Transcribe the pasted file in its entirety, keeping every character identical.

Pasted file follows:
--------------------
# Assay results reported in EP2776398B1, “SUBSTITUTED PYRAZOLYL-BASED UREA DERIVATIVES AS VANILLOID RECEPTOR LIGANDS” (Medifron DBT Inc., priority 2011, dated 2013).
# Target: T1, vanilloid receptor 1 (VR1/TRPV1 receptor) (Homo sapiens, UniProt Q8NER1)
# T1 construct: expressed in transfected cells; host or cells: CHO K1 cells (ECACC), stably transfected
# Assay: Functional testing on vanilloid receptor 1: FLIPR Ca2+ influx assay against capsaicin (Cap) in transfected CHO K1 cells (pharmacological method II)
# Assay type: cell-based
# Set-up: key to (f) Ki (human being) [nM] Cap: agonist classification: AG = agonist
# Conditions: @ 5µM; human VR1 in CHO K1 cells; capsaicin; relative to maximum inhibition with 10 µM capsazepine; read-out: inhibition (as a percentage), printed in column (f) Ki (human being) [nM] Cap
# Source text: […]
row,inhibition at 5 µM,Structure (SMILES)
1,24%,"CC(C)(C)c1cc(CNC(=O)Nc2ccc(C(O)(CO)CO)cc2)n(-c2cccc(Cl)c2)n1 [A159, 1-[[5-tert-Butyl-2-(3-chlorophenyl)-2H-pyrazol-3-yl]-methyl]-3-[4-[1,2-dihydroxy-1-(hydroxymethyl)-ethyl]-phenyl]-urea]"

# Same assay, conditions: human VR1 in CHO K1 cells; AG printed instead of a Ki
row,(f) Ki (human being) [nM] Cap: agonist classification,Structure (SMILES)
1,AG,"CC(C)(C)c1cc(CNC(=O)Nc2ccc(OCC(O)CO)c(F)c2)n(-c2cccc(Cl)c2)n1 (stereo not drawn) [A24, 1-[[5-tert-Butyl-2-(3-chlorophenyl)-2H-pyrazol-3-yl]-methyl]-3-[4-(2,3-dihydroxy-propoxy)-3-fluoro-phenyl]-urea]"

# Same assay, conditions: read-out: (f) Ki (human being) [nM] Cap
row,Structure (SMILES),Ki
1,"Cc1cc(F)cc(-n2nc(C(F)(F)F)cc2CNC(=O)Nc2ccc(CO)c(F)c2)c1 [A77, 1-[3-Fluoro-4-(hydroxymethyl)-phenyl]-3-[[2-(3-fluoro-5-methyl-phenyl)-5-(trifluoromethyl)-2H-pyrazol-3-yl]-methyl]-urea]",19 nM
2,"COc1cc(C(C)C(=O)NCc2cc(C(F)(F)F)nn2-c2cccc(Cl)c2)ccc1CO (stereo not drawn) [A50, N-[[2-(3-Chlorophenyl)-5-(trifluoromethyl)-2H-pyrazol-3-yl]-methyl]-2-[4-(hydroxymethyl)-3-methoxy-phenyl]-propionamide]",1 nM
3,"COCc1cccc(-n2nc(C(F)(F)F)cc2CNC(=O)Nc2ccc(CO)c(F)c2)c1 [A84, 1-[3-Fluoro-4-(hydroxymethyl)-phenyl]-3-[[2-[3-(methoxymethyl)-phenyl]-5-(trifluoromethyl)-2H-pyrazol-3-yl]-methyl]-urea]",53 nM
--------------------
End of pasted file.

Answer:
# Assay results reported in EP2776398B1, “SUBSTITUTED PYRAZOLYL-BASED UREA DERIVATIVES AS VANILLOID RECEPTOR LIGANDS” (Medifron DBT Inc., priority 2011, dated 2013).
# Target: T1, vanilloid receptor 1 (VR1/TRPV1 receptor) (Homo sapiens, UniProt Q8NER1)
# T1 construct: expressed in transfected cells; host or cells: CHO K1 cells (ECACC), stably transfected
# Assay: Functional testing on vanilloid receptor 1: FLIPR Ca2+ influx assay against capsaicin (Cap) in transfected CHO K1 cells (pharmacological method II)
# Assay type: cell-based
# Set-up: key to (f) Ki (human being) [nM] Cap: agonist classification: AG = agonist
# Conditions: @ 5µM; human VR1 in CHO K1 cells; capsaicin; relative to maximum inhibition with 10 µM capsazepine; read-out: inhibition (as a percentage), printed in column (f) Ki (human being) [nM] Cap
# Source text: […]
row,inhibition at 5 µM,Structure (SMILES)
1,24%,"CC(C)(C)c1cc(CNC(=O)Nc2ccc(C(O)(CO)CO)cc2)n(-c2cccc(Cl)c2)n1 [A159, 1-[[5-tert-Butyl-2-(3-chlorophenyl)-2H-pyrazol-3-yl]-methyl]-3-[4-[1,2-dihydroxy-1-(hydroxymethyl)-ethyl]-phenyl]-urea]"

# Same assay, conditions: human VR1 in CHO K1 cells; AG printed instead of a Ki
row,(f) Ki (human being) [nM] Cap: agonist classification,Structure (SMILES)
1,AG,"CC(C)(C)c1cc(CNC(=O)Nc2ccc(OCC(O)CO)c(F)c2)n(-c2cccc(Cl)c2)n1 (stereo not drawn) [A24, 1-[[5-tert-Butyl-2-(3-chlorophenyl)-2H-pyrazol-3-yl]-methyl]-3-[4-(2,3-dihydroxy-propoxy)-3-fluoro-phenyl]-urea]"

# Same assay, conditions: read-out: (f) Ki (human being) [nM] Cap
row,Structure (SMILES),Ki
1,"Cc1cc(F)cc(-n2nc(C(F)(F)F)cc2CNC(=O)Nc2ccc(CO)c(F)c2)c1 [A77, 1-[3-Fluoro-4-(hydroxymethyl)-phenyl]-3-[[2-(3-fluoro-5-methyl-phenyl)-5-(trifluoromethyl)-2H-pyrazol-3-yl]-methyl]-urea]",19 nM
2,"COc1cc(C(C)C(=O)NCc2cc(C(F)(F)F)nn2-c2cccc(Cl)c2)ccc1CO (stereo not drawn) [A50, N-[[2-(3-Chlorophenyl)-5-(trifluoromethyl)-2H-pyrazol-3-yl]-methyl]-2-[4-(hydroxymethyl)-3-methoxy-phenyl]-propionamide]",1 nM
3,"COCc1cccc(-n2nc(C(F)(F)F)cc2CNC(=O)Nc2ccc(CO)c(F)c2)c1 [A84, 1-[3-Fluoro-4-(hydroxymethyl)-phenyl]-3-[[2-[3-(methoxymethyl)-phenyl]-5-(trifluoromethyl)-2H-pyrazol-3-yl]-methyl]-urea]",53 nM